Before he spoke, Vice President Kamala Harris also reacted to the case.
“America has a long history of systemic racism. Black Americans and Black men, in particular, have been treated as less than human,” Harris said. “Because of smartphones so many Americans have now seen the racial injustice that Black Americans have known for generations.”
AG Garland says federal civil rights investigation into Floyd's death is ongoing
Attorney General Merrick Garland said Tuesday that the federal civil rights investigation into Floyd's death is still ongoing after Chauvin's conviction.
"While the state’s prosecution was successful, I know that nothing can fill the void that the loved ones of George Floyd have felt since his death," Garland said in a statement. "The Justice Department has previously announced a federal civil rights investigation into the death of George Floyd. This investigation is ongoing."
The Justice Department's review was announce in May 2020, under then-Attorney General William Barr. The New York Times reported in February that a federal grand jury had been empaneled and new witnesses called, citing two people with direct knowledge of the investigation.
Minnesota AG on what kind of sentencing he'll push for: 'A just one'
Minnesota Attorney General Keith Ellison would not specify what kind of sentencing he will seek for convicted murderer Derek Chauvin but told reporters he would push for "a just one."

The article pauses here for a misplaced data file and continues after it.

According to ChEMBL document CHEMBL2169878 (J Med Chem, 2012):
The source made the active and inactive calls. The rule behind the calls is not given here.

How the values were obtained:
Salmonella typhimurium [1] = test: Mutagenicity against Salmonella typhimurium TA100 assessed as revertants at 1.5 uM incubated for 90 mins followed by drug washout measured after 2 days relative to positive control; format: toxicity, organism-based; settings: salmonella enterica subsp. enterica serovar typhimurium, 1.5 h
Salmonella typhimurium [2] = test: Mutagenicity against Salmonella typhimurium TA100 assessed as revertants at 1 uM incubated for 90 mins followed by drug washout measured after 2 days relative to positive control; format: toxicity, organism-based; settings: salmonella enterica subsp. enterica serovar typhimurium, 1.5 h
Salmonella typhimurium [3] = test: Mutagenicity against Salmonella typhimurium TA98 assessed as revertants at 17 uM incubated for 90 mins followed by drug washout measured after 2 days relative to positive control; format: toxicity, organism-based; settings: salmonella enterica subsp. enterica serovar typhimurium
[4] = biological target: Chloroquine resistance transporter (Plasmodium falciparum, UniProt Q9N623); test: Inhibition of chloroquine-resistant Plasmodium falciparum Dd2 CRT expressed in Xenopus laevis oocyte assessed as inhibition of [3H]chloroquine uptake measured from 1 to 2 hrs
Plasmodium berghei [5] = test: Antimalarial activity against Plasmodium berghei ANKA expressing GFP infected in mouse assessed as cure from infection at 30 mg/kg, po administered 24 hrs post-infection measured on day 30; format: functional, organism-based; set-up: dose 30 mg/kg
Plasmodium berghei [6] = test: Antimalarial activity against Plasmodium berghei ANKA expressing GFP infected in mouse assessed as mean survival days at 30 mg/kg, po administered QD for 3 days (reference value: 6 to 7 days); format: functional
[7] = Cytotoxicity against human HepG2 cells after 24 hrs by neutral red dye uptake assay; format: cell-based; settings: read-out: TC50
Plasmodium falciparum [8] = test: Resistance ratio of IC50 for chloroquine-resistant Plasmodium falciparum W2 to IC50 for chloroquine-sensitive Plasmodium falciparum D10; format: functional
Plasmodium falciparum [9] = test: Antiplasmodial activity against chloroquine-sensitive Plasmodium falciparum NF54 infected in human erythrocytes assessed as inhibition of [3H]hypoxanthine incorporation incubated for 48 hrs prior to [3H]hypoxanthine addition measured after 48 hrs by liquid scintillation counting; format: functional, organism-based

"We believe there are aggravating factors and the sentence should exceed the sentencing guidelines," Ellison said Tuesday when asked whether he would ask the judge for the 12 years in the state's recommended guidelines.
Chauvin was convicted of second-degree murder, third-degree murder and second-degree manslaughter in the fatal arrest of George Floyd. The top charge, second-degree murder, carries the highest potential penalty, up to 40 years in prison.
His sentencing is expected to take place in eight weeks.
People flock to support teenager who filmed George Floyd's murder
A rush of people flocked to a nearly year-old GoFundMe to support Darnella Frazier, the teen who filmed George Floyd's murder last year.
More than 1,000 people donated to the crowdfunding campaign and offered words of support Tuesday after former Minneapolis police Officer Derek Chauvin was convicted of murder and manslaughter in Floyd's death. Frazier, who was 17 at the time, tearfully testified during the trial that she regretted not doing more to save Floyd's life.
But Frazier was flooded with praise by many, including Oprah Winfrey, for her decision to stand and bear witness to the fatal arrest outside Cup Foods on May 25.
"Dear Darnella, your quick-thinking and sense of justice on the corner of 38th and Chicago last May have changed our world," one supporter, Susan J. Barker, wrote. "May you find comfort in knowing that you are truly heroic. I am deeply grateful."
Another donor said Fraizer's country "owes you a debt of gratitude — and heaven knows we also owe you peace and healing."
In his remarks after the conviction, President Joe Biden called Frazier "a brave young woman with a smartphone camera" for stopping to record the interaction.
Michael Moore, the filmmaker and activist, echoed a sentiment expressed by many on social media: "You changed the world."
"No film in our time has been more important than yours," Moore tweeted. "Now the rise-up, the fight, moves quickly forward. Thank you, Darnella."
'Wrong is wrong': Houston neighborhood where George Floyd grew up celebrates verdict
HOUSTON — Aziz Rum, 44, sat on his porch Tuesday evening in Cuney Homes, the Houston public housing complex where George Floyd grew up, and waited anxiously to learn the verdict in Derek Chauvin’s murder trial.